Hawaii could become the first state in the United States to prohibit the sale of certain over-the-counter (OTC) sunscreens containing the chemicals oxybenzone or octinoxate.
The chemicals themselves have been under fire—research conducted prior to the bill’s passing showed the two ingredients could pose a threat to coral reefs. According to the bill, beach-goers wearing the specified ingredients renew environmental contamination in the waters of the state’s Waimea Bay, Waikiki Beach and others.
The bill (Hawaii Senate Bill 2571) states it “shall be unlawful to sell, offer for sale, or distribute for sale in the State any SPF sunscreen protection personal care product that contains oxybenzone or octinoxate, or both, without a medically licensed prescription.”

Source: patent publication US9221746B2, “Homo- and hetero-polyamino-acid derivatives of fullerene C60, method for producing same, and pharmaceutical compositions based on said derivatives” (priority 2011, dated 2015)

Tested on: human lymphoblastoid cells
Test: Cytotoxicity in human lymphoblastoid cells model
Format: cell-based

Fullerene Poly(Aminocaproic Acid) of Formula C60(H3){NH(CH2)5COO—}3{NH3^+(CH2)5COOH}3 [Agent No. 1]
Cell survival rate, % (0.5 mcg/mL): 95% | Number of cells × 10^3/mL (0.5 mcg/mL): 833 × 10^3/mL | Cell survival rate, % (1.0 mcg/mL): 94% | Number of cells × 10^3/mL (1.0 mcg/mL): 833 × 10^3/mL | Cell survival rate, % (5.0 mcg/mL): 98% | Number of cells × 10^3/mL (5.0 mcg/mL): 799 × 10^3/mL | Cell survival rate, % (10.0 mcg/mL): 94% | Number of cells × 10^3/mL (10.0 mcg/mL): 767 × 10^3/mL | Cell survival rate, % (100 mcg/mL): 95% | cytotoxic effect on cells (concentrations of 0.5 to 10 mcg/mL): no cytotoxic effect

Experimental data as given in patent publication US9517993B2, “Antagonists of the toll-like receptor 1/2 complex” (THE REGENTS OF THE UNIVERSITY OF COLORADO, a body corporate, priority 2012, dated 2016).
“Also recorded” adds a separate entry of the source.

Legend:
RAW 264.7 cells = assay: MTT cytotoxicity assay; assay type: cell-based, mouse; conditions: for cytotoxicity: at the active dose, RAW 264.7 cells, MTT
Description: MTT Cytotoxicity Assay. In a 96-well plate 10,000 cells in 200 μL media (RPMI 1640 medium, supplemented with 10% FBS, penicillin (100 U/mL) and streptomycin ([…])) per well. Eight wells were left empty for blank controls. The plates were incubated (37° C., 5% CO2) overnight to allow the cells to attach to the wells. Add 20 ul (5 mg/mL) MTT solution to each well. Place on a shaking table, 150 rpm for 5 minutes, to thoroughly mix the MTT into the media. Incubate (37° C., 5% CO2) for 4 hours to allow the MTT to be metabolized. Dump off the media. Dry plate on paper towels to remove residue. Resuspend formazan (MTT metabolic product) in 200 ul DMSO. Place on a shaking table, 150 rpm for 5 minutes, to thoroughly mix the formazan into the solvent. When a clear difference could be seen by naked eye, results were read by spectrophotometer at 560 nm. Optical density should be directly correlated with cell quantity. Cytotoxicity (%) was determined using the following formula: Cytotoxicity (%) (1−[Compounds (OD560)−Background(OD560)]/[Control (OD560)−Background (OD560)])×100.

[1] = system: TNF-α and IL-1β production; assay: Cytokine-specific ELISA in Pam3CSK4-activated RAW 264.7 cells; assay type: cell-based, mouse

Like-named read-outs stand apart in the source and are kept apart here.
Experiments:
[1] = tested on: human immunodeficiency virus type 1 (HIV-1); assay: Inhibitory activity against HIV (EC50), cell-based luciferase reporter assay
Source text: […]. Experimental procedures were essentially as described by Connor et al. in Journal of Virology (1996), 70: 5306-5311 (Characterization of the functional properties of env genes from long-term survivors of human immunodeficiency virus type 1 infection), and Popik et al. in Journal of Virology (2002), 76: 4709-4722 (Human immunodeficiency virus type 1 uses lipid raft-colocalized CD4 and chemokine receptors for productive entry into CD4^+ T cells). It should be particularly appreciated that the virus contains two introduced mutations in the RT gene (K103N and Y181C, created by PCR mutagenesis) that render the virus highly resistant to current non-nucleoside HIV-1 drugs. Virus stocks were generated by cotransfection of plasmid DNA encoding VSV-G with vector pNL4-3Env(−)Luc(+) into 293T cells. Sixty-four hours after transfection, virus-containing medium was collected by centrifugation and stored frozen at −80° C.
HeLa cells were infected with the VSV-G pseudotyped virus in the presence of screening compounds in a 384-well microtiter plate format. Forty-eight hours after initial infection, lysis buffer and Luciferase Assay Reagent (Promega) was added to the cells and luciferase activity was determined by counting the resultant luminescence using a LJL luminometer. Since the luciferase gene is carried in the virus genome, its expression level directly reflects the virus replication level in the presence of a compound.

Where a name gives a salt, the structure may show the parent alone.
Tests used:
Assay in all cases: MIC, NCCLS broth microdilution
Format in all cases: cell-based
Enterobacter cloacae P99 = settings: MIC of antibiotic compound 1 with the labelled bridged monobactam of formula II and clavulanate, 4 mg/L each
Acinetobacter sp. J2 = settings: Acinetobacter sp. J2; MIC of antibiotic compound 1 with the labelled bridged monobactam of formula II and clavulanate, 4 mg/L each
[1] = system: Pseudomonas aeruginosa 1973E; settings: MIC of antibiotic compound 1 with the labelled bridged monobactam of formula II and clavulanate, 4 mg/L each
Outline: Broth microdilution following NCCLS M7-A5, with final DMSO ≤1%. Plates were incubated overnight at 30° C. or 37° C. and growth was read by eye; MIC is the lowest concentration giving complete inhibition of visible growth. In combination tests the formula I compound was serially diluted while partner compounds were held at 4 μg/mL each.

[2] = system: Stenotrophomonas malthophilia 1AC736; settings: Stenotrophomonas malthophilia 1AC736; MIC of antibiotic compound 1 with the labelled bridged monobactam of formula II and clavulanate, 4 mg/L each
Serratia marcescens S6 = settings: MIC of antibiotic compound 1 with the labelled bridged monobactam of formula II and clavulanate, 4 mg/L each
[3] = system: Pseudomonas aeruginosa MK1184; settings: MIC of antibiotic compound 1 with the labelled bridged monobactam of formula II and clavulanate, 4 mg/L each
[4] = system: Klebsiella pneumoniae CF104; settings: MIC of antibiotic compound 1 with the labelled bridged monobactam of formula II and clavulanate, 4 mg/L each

The legislation goes on to specify: “‘Sunscreen’ means a product marketed or intended for topical use to prevent sunburn. Sunscreen does not include products marketed or intended for use as a cosmetic, as defined in section 328-1, for the face.”
If other states follow suit, sunscreen formulators may face the choice between changing their ozybenzone- or octinoxate-containing formulas to contain alternative ingredients, or to be forced to stop selling in restricted areas altogether.
The bill will go into effect in 2021 if signed by David Ige, Hawaii governor.